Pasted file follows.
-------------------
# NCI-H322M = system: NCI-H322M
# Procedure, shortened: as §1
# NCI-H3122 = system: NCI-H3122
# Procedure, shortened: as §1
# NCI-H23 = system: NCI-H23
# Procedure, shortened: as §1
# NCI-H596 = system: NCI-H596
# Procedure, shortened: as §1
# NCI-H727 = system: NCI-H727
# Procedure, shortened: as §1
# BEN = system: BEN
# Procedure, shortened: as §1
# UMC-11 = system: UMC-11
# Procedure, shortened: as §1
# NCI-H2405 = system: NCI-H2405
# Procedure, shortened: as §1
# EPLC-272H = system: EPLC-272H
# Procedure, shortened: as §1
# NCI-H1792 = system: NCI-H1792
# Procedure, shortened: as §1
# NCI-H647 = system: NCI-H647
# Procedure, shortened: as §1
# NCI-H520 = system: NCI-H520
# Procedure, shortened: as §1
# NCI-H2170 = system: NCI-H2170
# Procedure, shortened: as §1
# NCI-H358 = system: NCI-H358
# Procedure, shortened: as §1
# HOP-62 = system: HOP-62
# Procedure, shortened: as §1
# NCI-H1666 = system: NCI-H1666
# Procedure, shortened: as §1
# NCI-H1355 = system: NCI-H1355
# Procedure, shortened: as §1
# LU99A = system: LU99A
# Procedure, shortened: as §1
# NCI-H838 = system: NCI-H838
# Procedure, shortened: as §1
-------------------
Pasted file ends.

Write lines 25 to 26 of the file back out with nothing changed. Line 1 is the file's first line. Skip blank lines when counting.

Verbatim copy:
# NCI-H2170 = system: NCI-H2170
# Procedure, shortened: as §1